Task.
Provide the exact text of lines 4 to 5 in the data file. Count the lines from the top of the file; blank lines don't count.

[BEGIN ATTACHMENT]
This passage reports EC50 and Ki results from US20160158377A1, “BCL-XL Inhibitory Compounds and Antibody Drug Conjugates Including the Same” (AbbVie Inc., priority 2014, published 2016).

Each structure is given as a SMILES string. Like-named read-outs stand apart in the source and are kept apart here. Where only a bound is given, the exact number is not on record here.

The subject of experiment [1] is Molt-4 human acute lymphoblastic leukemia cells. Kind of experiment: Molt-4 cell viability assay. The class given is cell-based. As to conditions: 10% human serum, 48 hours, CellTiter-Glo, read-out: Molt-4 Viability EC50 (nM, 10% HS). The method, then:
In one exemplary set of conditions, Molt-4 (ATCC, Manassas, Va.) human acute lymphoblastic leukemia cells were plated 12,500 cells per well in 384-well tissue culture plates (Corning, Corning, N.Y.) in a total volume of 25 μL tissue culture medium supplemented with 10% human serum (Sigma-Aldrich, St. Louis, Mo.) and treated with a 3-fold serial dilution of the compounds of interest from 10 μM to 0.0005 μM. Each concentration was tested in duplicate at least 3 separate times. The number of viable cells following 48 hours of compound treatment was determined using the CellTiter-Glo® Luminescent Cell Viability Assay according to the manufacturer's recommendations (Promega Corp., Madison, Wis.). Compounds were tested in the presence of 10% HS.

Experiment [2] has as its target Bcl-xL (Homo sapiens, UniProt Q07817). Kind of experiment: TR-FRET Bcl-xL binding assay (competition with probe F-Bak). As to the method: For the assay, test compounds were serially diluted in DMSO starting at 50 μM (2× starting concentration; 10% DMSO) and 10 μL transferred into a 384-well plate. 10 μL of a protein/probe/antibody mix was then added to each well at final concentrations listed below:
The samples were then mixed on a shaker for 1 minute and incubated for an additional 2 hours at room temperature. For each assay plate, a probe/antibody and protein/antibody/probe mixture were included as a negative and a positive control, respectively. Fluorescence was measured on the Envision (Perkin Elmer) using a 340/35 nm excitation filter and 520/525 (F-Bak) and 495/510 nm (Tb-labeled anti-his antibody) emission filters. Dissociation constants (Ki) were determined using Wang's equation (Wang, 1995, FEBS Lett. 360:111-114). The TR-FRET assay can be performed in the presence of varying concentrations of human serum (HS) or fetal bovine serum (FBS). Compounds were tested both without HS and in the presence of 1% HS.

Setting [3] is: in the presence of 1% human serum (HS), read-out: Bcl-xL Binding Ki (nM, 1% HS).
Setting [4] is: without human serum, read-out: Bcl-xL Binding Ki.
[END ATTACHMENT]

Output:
In one exemplary set of conditions, Molt-4 (ATCC, Manassas, Va.) human acute lymphoblastic leukemia cells were plated 12,500 cells per well in 384-well tissue culture plates (Corning, Corning, N.Y.) in a total volume of 25 μL tissue culture medium supplemented with 10% human serum (Sigma-Aldrich, St. Louis, Mo.) and treated with a 3-fold serial dilution of the compounds of interest from 10 μM to 0.0005 μM. Each concentration was tested in duplicate at least 3 separate times. The number of viable cells following 48 hours of compound treatment was determined using the CellTiter-Glo® Luminescent Cell Viability Assay according to the manufacturer's recommendations (Promega Corp., Madison, Wis.). Compounds were tested in the presence of 10% HS.

Experiment [2] has as its target Bcl-xL (Homo sapiens, UniProt Q07817). Kind of experiment: TR-FRET Bcl-xL binding assay (competition with probe F-Bak). As to the method: For the assay, test compounds were serially diluted in DMSO starting at 50 μM (2× starting concentration; 10% DMSO) and 10 μL transferred into a 384-well plate. 10 μL of a protein/probe/antibody mix was then added to each well at final concentrations listed below: